“No Billy, look right here. It ain’t no rattler bite because you can see all the teeth marks. Just a gopher snake. They look a lot alike. You probably stepped on him and that’s why he bit you.”
“Really, for sure?” I questioned.
The old guy squeaked opened the flimsy screen door while keeping his back inside the trailer. “Get out of here and go play.” With his comforting assuredness I leapt from the trailer. “And stop playing with them snakes!” he yelled as I took off through the grass and sunflowers out to the road.
I ran as hard as I could back to the trees with the ropes where everyone else was having fun in the water. I had to get back fast as frog gigging was on the agenda for us kids tonight and I just loved frog gigging and wanted in on the plan.
Mid August in Littleton was muggy but nothing like the stickiness of Omaha at the Ak-Sar-Ben meet. Living on the farmland in Nebraska provided more sounds of insects and sights of fireflies but the croaking frogs along the riverbank and the sounds of rushing water near the bridge were the concert of every night.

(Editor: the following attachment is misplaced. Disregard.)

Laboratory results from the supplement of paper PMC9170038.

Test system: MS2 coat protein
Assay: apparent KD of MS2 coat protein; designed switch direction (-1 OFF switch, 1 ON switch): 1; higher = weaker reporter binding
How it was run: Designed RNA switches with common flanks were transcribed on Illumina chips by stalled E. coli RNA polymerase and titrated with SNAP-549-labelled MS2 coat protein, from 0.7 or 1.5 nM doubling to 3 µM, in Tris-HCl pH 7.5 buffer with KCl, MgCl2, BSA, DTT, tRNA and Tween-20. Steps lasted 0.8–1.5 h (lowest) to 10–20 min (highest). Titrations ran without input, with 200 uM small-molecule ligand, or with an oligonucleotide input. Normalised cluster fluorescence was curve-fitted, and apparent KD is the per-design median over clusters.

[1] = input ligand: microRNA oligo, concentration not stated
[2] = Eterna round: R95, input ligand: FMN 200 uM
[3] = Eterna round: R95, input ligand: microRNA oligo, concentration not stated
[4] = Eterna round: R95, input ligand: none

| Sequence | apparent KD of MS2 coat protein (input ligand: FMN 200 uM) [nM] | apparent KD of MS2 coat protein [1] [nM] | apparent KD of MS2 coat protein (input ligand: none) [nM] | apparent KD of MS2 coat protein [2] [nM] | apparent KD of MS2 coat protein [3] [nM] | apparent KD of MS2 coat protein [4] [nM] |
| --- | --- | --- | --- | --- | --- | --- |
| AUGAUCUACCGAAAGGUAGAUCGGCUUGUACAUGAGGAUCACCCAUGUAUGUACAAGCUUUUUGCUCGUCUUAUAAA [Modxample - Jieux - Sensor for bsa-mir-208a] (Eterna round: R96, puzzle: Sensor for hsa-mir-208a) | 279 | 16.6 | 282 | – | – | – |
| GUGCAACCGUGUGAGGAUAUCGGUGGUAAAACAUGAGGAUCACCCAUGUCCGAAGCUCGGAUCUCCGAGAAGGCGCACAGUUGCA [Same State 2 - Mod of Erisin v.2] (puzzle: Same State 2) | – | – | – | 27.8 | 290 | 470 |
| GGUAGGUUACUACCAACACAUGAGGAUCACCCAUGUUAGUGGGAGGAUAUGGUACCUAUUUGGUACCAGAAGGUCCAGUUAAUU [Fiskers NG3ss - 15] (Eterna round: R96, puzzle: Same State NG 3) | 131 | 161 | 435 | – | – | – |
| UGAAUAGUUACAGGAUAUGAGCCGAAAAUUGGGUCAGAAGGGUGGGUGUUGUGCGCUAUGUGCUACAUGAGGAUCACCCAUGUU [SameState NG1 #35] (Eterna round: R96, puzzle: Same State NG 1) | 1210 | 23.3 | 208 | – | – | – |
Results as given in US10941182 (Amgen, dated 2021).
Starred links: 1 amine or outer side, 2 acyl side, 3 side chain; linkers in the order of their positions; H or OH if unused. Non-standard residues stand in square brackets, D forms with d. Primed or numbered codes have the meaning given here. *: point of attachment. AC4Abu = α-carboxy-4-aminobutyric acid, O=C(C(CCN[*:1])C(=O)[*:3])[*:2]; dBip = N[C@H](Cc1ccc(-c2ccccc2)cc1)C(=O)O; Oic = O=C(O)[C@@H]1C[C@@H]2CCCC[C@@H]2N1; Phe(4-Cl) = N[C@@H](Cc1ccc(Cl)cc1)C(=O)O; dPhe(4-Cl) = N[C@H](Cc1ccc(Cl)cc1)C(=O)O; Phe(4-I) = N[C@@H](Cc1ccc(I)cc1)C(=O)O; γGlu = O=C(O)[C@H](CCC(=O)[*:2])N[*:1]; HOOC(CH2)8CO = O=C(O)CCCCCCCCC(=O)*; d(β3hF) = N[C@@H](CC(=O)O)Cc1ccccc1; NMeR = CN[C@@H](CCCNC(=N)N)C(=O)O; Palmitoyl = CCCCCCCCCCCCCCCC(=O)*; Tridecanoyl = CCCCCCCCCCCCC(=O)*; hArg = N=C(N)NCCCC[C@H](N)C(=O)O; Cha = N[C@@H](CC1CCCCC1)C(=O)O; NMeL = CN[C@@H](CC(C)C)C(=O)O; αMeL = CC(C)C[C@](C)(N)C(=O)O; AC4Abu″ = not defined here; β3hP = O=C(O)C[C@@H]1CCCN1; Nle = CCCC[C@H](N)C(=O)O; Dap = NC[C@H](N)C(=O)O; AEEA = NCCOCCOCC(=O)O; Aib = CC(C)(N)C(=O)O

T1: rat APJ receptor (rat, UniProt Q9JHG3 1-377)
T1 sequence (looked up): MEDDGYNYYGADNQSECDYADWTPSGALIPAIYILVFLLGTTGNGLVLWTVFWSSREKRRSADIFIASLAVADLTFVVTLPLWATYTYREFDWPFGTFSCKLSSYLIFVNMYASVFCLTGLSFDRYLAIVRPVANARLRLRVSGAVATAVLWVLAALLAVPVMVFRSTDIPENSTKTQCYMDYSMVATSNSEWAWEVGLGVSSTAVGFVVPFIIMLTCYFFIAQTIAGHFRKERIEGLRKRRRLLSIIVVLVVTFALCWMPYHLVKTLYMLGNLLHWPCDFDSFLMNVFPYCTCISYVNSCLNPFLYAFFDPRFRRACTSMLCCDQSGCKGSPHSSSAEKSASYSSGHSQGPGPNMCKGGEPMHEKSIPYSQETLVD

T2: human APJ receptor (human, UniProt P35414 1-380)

The mornings skies were filled with clouds of Canadian geese leaving from the fields through the lazy mist between the river and the track’s backside. I would walk with Sandy who had the longest, straightest and shiniest red hair parted exactly in the middle of her head to the barn area for breakfast occasionally at the track’s kitchen.
On days she wanted to, we would trudge about a half-mile or so through the tall weeds while wading through thousands of restless honking birds. The flocks of geese would strut away in both directions as we approached making a pathway for us in the trampled grass. This is still one of my more clearest visuals. The thousands of majestic birds, heads high and all pointed in one direction or the other marching in unison to make way for us.
I had only a few local friends but a throng of tracker kids who lived in the park with me were my best. Sandy was one of them. Sandy in my eyes was a hippy who was near the same age as my sister and because there were no girls her age that year in the trailers and that she hated the boys who were there, I became one of her daily companions.
Everyday Sandy and I would walk to the office to get the mail. Once a week, it may have been more, she would get a letter from her boyfriend in Phoenix and to her delight, along with the ‘I love you’s and I miss you’s’ written on the note, inside would be several joints wrapped in tin foil.
Her parents would leave around eleven for work and she’d fire up one of the presents as I sat across the fold-out table in the small two room trailer watching her smoking technique. On off days when the track wasn’t running and her Mom and Dad were somewhere else in the park we would go down the road.